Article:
About to run out of laundry detergent?
Press a button sitting on top of your washer and the button will automatically place an order for your favorite laundry detergent and have it shipped it to you right away.
Amazon’s release of their new Dash button whether intentional or not was perfectly timed. A day before April Fools Amazon released the Dash button, literally a small physical button customers can place in their home to press and order common household products you’re about to run out of. Some people thought it was a joke but Amazon confirmed that, in fact, it is very real.
Amazon already has a “one click buy” feature on it’s website, which essentially eliminates the traditional online checkout process. Some of us, (myself included) have only just gotten on board with the idea of ordering basic household goods like paper towels and laundry detergent from online retailers. And as a recent convert, I’m wondering why I didn’t do it sooner. All too often you make mental note that your running out of paper towels, laundry detergent etc, only to forget it the next time you’re at the store.
That’s the beauty of the Dash button. It gives customers a way to order coffee pods by literally pushing a button placed right next to your coffee machine, right at the moment they realize they are running low. The buttons are branded with the product they are ordering for you and are intended to be mounted on or placed close to the home appliance they correlate with, a red Tide button for your washing machine, a Keurig button for your coffee maker.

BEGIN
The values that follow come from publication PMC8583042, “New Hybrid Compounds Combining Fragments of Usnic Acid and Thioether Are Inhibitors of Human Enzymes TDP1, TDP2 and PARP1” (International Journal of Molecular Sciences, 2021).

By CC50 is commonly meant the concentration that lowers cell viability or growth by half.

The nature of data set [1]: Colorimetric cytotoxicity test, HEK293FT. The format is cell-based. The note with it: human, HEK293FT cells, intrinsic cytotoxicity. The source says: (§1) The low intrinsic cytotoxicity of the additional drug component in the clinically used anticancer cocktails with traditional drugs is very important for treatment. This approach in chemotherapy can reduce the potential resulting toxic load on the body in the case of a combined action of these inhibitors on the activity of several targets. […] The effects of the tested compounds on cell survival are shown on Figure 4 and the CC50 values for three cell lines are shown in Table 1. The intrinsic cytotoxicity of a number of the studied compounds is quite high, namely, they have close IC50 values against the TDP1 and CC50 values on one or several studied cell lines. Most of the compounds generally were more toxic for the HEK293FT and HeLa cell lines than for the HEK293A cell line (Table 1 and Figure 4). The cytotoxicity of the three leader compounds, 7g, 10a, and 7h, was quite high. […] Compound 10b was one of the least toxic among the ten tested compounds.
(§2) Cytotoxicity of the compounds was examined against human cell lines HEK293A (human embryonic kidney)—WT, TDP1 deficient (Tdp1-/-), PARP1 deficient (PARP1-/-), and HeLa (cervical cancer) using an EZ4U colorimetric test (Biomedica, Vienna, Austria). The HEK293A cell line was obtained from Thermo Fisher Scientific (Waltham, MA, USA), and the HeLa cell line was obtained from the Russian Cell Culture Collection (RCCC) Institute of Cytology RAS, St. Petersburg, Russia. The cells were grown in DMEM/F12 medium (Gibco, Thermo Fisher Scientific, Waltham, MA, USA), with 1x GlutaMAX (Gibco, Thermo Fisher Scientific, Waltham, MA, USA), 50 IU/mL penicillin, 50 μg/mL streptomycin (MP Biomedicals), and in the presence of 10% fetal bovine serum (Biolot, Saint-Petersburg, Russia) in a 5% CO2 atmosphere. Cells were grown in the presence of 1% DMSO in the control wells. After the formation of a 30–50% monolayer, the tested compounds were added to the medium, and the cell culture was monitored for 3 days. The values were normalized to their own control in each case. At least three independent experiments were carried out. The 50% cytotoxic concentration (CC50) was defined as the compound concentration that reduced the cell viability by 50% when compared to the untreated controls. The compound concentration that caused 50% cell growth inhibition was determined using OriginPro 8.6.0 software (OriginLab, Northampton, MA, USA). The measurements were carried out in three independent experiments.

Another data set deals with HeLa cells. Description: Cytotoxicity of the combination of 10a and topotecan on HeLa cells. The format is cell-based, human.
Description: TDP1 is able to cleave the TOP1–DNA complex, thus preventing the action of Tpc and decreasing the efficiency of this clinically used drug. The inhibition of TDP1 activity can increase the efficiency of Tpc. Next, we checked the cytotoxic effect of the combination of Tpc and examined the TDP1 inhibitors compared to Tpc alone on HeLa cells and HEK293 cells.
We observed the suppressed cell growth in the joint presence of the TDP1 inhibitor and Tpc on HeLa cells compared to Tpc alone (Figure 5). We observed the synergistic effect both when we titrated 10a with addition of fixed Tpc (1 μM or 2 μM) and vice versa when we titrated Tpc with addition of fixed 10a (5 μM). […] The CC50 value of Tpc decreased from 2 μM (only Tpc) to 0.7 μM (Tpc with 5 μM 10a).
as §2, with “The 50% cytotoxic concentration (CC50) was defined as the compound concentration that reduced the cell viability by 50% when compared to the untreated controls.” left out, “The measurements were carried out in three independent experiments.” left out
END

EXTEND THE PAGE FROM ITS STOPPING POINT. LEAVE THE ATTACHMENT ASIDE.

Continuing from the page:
Although I don’t relish the idea of my apartment being adorned with branded buttons, it’s hard to deny the convenience they could offer. And I think its important to note, the aesthetic downsides may become irrelevant pretty quickly as the next phase of excessively convenient shopping will incorporate our appliances themselves. Our washing machines will buy their own detergent and our refrigerators will order milk when its running low.
Amazon’s Dash button is the ultimate in customer loyalty programs. Buy ordering a free Dash button your customers are pledging to always buy your brand and always from Amazon. It eliminates the possibility of losing your customers to discounts, out of stock items or attractive competitor packaging in the grocery store isles.
Is this a glimpse of what the Internet of Things movement going to mean for our daily lives? Regardless, Amazon’s Dash button is a brilliant innovative idea in the online shopping world and a new way of looking at customer loyalty. I wonder how it will perform in the market. I suspect that the entire senior citizen and accessibility-challenged population will quickly embrace it and so will the always-busy, no-time-to-drive-to-the-store professional. Will we eventually stop going to the stores for most of our purchases?